Out Of Zuffenhausen
A gemsbok—or oryx, the national animal of Namibia—suddenly bounds across the road. It turns its head with an inquisitive look and disappears just as quickly behind an enormous rock formation. The evening sun lends the stone a golden glow, and the wind plays with a few grains of sand.
It is exactly how Hans-Joachim Baumgartl, 54, pictured Namibia. A German physician from Landsberg am Lech, he planned to take a motorcycle tour of the country some twenty years ago.
But as so often happens in life, studies, a family, and work intervened. Now he is here at last and fulfilling his dream—albeit on four wheels instead of two—on a trip with the Porsche Travel Club.
Namibia is more than twice the size of Japan, and you could fit about twenty Switzerlands within its borders. Only around 2.3 million people live in this country of nearly 320,000 square miles.
But it is also home to over two hundred species of mammals, 645 species of birds, and numerous species of reptiles and amphibians. Not even one-fifth of its roads are paved.
The dirt tracks start just a couple of miles outside the capital city of Windhoek—and with them the adventures.
Bushes cling to the ground around an occasional acacia or lush, green mopani tree. Otherwise, all you can see is sand, sand, and more sand.
A dream come true for friends of Africa
The Porsche Adventure Tour of Namibia includes the sand dunes of Sossusvlei (which can reach heights of 1,250 feet) the Namib-Naukluft National Park, Swakopmund and Damaraland, Twyfelfontein, and the Etosha Pan, a salt pan with an extensive array of wildlife.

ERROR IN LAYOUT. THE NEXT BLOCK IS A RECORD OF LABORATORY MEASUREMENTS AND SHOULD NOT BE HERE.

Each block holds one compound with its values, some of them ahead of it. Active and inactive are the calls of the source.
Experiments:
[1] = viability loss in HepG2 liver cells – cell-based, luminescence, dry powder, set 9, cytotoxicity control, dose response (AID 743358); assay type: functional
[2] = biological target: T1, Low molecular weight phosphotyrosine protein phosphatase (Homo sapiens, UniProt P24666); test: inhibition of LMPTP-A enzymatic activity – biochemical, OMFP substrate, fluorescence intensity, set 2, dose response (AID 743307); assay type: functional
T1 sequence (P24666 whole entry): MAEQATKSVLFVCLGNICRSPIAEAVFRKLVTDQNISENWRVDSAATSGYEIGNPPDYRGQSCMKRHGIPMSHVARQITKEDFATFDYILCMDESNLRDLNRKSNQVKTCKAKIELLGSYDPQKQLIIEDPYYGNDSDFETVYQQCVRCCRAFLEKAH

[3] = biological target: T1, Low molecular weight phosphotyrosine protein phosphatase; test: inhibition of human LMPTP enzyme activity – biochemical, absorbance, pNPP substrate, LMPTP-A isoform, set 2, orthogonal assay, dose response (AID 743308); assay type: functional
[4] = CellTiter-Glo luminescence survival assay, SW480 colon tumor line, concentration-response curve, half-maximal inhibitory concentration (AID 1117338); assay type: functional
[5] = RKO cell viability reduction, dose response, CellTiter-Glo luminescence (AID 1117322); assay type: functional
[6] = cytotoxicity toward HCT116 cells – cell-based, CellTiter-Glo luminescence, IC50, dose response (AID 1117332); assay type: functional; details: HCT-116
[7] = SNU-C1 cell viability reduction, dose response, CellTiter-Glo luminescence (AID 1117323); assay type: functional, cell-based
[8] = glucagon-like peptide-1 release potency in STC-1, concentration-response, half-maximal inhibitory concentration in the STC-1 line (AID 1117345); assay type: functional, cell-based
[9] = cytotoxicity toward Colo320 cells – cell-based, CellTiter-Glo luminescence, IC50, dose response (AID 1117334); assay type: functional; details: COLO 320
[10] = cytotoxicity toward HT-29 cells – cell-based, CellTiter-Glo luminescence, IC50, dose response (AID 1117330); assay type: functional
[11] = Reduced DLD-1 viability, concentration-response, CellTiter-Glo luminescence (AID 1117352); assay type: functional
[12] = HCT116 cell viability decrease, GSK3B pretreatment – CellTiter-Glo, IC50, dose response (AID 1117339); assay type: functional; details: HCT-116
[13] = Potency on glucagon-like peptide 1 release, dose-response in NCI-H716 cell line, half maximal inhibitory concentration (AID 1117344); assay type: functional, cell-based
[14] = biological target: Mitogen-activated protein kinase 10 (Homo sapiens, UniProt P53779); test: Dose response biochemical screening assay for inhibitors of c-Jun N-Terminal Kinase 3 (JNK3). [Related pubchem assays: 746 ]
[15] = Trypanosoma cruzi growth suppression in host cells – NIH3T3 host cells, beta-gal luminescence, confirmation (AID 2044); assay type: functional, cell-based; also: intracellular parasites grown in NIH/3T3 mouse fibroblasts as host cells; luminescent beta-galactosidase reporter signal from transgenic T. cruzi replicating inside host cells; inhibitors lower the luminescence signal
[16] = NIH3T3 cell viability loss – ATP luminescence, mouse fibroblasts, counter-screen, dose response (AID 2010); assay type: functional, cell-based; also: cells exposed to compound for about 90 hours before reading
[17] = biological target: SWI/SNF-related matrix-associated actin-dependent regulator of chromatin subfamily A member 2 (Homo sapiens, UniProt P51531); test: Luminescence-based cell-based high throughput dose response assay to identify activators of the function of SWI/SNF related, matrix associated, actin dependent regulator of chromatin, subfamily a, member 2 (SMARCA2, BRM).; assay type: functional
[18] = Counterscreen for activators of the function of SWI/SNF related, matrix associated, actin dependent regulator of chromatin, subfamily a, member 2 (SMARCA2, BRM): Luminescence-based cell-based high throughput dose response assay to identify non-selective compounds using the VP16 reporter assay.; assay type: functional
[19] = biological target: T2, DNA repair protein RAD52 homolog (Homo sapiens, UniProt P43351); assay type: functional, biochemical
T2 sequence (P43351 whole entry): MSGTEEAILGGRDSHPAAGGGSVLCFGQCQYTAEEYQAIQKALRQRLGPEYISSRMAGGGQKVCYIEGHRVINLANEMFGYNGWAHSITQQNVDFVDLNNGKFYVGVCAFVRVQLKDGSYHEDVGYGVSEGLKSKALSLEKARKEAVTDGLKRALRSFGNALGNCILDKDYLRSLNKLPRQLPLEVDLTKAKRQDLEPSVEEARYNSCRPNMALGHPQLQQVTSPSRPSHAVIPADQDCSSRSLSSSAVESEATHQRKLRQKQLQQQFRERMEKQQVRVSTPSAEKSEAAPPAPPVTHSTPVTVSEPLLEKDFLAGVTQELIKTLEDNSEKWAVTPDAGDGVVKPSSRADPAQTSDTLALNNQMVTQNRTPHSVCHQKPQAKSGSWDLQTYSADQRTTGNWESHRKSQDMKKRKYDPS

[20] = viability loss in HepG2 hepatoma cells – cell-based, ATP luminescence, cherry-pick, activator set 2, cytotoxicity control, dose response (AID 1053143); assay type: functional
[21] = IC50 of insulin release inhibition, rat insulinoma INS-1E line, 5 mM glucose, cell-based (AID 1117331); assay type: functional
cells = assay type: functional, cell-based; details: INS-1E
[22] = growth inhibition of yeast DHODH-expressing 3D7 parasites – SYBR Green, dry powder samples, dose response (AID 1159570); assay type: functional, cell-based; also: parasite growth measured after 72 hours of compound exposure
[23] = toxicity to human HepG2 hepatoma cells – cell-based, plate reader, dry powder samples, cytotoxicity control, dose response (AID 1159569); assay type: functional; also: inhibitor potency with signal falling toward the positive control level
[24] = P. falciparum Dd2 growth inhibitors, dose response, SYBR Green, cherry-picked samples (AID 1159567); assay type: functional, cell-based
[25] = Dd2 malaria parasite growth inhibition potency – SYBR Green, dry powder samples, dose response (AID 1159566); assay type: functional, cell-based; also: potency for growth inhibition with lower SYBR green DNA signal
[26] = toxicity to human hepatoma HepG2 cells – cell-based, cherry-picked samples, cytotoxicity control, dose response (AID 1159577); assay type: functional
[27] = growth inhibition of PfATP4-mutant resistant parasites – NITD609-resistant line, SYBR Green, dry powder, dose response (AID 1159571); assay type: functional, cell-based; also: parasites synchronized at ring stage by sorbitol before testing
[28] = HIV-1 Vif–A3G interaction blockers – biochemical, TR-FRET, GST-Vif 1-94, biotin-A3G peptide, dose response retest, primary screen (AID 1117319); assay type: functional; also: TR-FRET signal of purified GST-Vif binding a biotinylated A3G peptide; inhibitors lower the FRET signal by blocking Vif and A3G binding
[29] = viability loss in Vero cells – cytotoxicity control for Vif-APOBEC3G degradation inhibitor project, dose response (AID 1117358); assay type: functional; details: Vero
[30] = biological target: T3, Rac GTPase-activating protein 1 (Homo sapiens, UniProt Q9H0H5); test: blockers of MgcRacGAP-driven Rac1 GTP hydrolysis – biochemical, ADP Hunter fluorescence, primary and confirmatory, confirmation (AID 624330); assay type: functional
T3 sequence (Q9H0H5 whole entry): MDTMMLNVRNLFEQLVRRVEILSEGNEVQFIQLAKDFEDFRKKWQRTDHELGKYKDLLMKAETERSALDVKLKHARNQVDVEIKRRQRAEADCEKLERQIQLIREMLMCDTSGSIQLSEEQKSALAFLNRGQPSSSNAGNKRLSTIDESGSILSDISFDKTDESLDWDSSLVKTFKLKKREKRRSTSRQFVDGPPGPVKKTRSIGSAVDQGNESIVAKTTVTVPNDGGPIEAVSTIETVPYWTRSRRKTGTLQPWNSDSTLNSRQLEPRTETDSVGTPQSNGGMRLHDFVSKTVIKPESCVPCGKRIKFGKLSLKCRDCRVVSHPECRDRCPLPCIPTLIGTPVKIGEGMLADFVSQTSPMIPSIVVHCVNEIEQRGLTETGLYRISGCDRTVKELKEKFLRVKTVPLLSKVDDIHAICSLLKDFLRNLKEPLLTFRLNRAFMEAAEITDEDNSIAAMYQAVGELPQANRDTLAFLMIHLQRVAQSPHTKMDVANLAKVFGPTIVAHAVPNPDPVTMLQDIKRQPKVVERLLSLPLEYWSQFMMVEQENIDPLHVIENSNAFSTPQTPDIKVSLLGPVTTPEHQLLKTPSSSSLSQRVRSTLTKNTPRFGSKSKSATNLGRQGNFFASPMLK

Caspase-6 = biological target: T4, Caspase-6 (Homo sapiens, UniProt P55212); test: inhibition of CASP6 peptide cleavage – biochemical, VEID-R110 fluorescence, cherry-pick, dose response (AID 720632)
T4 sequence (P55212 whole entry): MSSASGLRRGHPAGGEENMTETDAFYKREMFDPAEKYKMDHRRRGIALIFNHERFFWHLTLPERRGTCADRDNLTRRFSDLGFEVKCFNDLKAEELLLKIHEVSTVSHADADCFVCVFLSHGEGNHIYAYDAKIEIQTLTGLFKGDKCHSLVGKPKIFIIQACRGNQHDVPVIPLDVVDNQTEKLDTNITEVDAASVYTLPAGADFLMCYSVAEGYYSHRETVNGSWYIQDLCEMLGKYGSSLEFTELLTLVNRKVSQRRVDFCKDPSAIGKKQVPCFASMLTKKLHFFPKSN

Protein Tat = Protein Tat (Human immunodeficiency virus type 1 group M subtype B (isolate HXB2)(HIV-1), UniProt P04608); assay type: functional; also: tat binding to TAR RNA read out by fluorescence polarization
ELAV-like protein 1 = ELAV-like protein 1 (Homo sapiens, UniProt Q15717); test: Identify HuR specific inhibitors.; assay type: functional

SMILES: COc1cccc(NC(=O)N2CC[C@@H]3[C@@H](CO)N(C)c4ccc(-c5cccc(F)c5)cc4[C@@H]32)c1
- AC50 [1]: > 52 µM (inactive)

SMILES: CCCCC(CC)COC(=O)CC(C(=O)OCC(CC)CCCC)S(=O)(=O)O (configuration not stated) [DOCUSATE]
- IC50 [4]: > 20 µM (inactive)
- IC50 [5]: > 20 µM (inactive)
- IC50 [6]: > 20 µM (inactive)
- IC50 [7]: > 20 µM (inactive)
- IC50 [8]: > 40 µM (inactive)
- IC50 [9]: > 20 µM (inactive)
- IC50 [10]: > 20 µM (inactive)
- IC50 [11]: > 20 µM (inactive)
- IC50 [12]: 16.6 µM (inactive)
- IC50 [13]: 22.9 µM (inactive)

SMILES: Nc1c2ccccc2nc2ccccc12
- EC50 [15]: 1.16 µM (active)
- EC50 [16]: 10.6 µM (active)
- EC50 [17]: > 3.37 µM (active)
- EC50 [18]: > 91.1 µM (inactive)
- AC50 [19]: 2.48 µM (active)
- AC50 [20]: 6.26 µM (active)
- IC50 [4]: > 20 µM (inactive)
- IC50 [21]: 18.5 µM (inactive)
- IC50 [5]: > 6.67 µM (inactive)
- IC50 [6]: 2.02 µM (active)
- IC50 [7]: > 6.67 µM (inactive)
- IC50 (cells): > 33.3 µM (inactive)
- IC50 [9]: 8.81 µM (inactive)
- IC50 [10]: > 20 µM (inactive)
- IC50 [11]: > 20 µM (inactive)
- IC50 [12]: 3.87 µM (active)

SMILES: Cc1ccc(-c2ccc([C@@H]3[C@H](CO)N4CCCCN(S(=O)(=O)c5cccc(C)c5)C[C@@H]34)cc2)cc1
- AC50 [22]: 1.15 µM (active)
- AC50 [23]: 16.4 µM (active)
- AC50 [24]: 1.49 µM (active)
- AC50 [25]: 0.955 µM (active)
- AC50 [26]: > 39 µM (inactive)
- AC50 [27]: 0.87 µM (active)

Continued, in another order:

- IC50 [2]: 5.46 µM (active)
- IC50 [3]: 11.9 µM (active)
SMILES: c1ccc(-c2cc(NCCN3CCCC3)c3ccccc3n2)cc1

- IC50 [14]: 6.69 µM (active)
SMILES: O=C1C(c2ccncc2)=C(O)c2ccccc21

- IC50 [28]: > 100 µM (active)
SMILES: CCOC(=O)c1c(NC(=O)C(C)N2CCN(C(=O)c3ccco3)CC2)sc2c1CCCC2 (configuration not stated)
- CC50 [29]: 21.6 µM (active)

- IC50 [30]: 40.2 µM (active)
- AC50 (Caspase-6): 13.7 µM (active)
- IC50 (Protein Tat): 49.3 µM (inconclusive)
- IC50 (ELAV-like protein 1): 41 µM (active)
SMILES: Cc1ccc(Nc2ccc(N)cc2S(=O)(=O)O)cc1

It is a dream come true for friends of Africa and animal lovers.
“Compared to other African countries, Namibia has far more open space, as well as greater security,” says guide, Frik Orban.
Vast expanses and animals in their natural habitat was exactly what Gudrun Schmer from Wuppertal-Sudberg was looking for. A fan of Africa, she and her husband are traveling in the southern part of the continent for the first time.
“This time we wanted to go on an organised safari, do some serious photography, see a lot of animals and as much natural scenery as possible,” she says.
The “Great White Place”
Etosha means “great white place,” and indeed its salt pan measures around 1,850 square miles. Its inhabitants include more than 1,500 elephants, 300 lions, 400 cheetahs, 3,000 giraffes, and a few rhinos and leopards.
The pan is usually dry, filling only occasionally after heavy rains. Then the animals are regular fixtures at its sixty watering holes. That is when the gemsboks, kudus, gnus, impalas, and elands appear.
Two herds of zebras stroll across the road: first the plains species, then their Hartmann’s mountain cousins.
“You can tell them apart by the stripes on their legs,” explains Orban. The stripes serve as camouflage, and it is hard to spot the animals in the shimmering heat.
A couple of miles later, a cheetah has just ripped apart an oryx. Her young offspring eat while she stands guard. The cycle of life—birth and death. Nearly two dozen vultures circle in the sky, waiting for the leftovers.
Gudrun Schmer is awed by this display of nature. She and her husband both want to take another vacation with the Porsche Travel Club.
In fact, they have already chosen their next destination. As a counterpoint to Africa, they will be taking a drift seminar in Finland—on ice.
Image credit: Andreas Lindlahr
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